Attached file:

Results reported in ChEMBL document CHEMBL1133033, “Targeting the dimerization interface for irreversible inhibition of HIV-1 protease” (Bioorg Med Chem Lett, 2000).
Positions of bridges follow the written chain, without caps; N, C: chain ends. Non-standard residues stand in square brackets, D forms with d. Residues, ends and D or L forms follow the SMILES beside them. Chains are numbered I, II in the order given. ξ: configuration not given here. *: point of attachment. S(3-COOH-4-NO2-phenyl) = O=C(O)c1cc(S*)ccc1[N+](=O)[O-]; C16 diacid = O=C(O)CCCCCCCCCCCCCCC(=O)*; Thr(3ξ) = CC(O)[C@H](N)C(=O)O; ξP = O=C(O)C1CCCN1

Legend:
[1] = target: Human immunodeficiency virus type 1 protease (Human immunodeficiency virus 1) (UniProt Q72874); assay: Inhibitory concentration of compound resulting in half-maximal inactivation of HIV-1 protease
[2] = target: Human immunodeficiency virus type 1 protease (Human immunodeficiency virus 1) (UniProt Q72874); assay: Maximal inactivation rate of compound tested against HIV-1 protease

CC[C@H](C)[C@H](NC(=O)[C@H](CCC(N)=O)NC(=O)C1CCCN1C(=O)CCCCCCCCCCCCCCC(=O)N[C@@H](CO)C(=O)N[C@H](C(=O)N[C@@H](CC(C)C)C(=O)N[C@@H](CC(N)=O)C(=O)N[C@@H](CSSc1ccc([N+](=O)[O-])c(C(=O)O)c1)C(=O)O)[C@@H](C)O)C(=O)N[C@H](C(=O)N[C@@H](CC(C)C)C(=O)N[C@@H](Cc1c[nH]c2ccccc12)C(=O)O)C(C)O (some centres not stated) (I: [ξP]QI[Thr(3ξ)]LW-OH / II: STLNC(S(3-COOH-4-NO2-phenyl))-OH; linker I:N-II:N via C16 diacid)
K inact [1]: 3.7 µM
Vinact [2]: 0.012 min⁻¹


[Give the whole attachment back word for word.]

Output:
Results reported in ChEMBL document CHEMBL1133033, “Targeting the dimerization interface for irreversible inhibition of HIV-1 protease” (Bioorg Med Chem Lett, 2000).
Positions of bridges follow the written chain, without caps; N, C: chain ends. Non-standard residues stand in square brackets, D forms with d. Residues, ends and D or L forms follow the SMILES beside them. Chains are numbered I, II in the order given. ξ: configuration not given here. *: point of attachment. S(3-COOH-4-NO2-phenyl) = O=C(O)c1cc(S*)ccc1[N+](=O)[O-]; C16 diacid = O=C(O)CCCCCCCCCCCCCCC(=O)*; Thr(3ξ) = CC(O)[C@H](N)C(=O)O; ξP = O=C(O)C1CCCN1

Legend:
[1] = target: Human immunodeficiency virus type 1 protease (Human immunodeficiency virus 1) (UniProt Q72874); assay: Inhibitory concentration of compound resulting in half-maximal inactivation of HIV-1 protease
[2] = target: Human immunodeficiency virus type 1 protease (Human immunodeficiency virus 1) (UniProt Q72874); assay: Maximal inactivation rate of compound tested against HIV-1 protease

CC[C@H](C)[C@H](NC(=O)[C@H](CCC(N)=O)NC(=O)C1CCCN1C(=O)CCCCCCCCCCCCCCC(=O)N[C@@H](CO)C(=O)N[C@H](C(=O)N[C@@H](CC(C)C)C(=O)N[C@@H](CC(N)=O)C(=O)N[C@@H](CSSc1ccc([N+](=O)[O-])c(C(=O)O)c1)C(=O)O)[C@@H](C)O)C(=O)N[C@H](C(=O)N[C@@H](CC(C)C)C(=O)N[C@@H](Cc1c[nH]c2ccccc12)C(=O)O)C(C)O (some centres not stated) (I: [ξP]QI[Thr(3ξ)]LW-OH / II: STLNC(S(3-COOH-4-NO2-phenyl))-OH; linker I:N-II:N via C16 diacid)
K inact [1]: 3.7 µM
Vinact [2]: 0.012 min⁻¹